In Fernandez Bonilla v. Garland, the ACLU-NH submitted an amicus brief challenging the immigration agency’s legal interpretation, in cases where immigrants are seeking withholding of removal relief, of the statute governing the nexus requirement where an immigrant must show a connection between past or anticipated persecution and one of the five statutorily-protected grounds -- race, religion, nationality, membership in a particular social group, or political opinion.
When Congress enacted the REAL ID Act of 2005, Congress made the burden of establishing nexus such that, for asylum cases, the non-citizen must show that one of the five statutorily-protected grounds was “at least one central reason” for the persecution. However, in the same statute for withholding of removal cases, the non-citizen need only show that one of the five statutorily-protected grounds was “a reason” for the persecution – a lower standard than what exists for asylum.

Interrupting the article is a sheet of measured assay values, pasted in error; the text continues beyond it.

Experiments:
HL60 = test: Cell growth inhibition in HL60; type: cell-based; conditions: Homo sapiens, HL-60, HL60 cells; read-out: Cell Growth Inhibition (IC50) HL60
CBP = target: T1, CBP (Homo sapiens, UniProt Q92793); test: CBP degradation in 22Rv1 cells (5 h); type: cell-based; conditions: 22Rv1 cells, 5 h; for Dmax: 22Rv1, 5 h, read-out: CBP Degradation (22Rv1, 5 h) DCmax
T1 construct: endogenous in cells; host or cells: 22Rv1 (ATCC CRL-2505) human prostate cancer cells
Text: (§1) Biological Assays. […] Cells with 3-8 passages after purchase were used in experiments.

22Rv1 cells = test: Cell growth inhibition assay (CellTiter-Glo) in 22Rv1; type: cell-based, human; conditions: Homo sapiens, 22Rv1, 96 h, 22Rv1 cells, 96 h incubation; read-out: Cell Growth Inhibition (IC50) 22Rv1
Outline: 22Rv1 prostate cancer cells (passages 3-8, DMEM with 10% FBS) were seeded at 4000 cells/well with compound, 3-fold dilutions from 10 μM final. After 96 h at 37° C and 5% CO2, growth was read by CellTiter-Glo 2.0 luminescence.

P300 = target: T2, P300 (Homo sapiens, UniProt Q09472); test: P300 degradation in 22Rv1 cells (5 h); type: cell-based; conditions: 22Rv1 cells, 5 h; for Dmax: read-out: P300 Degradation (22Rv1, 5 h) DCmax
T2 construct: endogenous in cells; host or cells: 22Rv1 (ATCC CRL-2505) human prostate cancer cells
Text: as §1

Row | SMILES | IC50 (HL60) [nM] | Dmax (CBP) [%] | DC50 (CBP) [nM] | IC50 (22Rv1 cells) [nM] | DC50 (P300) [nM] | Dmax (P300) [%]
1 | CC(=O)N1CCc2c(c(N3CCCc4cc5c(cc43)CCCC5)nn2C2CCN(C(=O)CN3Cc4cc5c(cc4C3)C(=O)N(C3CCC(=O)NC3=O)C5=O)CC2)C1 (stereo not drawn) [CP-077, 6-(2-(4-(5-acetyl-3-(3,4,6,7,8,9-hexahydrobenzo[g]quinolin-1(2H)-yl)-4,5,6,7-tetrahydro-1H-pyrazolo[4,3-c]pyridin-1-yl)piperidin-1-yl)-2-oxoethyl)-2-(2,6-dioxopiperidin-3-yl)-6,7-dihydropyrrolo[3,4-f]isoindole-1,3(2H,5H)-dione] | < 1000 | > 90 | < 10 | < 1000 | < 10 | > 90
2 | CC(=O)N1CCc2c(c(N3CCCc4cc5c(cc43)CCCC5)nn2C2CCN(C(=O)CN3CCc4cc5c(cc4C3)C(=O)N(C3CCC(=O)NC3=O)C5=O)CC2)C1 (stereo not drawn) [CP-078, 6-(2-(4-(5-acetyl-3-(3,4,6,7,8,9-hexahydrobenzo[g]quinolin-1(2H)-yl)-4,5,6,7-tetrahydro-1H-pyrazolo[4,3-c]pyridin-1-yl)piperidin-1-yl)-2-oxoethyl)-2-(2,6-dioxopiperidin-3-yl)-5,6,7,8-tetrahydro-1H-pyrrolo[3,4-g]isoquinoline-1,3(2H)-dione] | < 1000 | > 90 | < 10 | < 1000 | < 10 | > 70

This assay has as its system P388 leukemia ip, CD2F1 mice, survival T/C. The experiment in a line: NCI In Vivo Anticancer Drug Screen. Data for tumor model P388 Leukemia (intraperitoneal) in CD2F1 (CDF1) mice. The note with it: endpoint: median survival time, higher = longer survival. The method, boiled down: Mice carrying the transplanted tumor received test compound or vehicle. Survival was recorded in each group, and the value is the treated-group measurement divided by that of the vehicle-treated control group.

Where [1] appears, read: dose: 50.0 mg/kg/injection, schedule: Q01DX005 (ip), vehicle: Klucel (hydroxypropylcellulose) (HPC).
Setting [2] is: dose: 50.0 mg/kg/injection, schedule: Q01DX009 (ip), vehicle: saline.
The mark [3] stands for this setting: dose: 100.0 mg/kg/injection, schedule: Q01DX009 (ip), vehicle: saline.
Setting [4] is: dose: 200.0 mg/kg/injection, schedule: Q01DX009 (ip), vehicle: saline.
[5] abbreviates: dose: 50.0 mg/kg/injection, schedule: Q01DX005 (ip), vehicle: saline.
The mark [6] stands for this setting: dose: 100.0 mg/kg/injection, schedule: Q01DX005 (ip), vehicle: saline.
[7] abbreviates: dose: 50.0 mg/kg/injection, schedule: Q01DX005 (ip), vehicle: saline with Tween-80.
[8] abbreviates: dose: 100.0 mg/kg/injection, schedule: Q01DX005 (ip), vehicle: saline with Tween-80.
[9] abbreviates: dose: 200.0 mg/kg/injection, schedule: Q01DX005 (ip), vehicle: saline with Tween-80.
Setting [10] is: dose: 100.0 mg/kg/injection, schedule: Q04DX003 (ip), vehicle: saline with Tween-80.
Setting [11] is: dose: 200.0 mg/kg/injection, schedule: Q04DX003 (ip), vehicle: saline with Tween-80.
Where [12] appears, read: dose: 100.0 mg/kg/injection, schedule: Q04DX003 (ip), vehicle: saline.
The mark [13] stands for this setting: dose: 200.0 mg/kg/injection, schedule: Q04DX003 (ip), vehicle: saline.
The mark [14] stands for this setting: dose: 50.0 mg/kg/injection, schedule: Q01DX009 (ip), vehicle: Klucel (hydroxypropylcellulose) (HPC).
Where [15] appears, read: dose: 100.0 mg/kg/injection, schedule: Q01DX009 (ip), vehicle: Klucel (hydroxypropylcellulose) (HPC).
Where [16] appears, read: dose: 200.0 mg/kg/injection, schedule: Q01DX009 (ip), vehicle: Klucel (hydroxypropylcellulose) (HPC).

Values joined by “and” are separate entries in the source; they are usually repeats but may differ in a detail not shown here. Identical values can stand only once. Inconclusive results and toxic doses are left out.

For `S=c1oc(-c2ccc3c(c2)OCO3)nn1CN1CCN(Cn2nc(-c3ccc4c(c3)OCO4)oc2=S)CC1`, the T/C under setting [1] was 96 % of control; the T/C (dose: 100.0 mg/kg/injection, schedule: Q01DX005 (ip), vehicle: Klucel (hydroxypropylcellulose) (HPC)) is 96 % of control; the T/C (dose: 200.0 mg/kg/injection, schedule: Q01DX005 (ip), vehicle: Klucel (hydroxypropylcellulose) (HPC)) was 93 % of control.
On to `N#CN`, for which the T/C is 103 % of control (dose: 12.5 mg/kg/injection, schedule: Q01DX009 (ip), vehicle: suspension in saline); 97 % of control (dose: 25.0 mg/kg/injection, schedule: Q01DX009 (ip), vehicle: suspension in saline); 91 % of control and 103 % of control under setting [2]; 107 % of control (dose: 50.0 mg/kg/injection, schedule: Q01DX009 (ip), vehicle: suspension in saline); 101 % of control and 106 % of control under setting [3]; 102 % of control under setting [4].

Immigration courts have not appreciated this distinction in withholding of removal cases and, instead, have used the higher “at least one central reason” standard that should only be used in asylum cases. This interpretation and use of a higher standard by immigration courts in withholding of removal cases has a devasting impact on immigrants seeking this type of relief. Our amicus brief challenges this erroneous legal interpretation.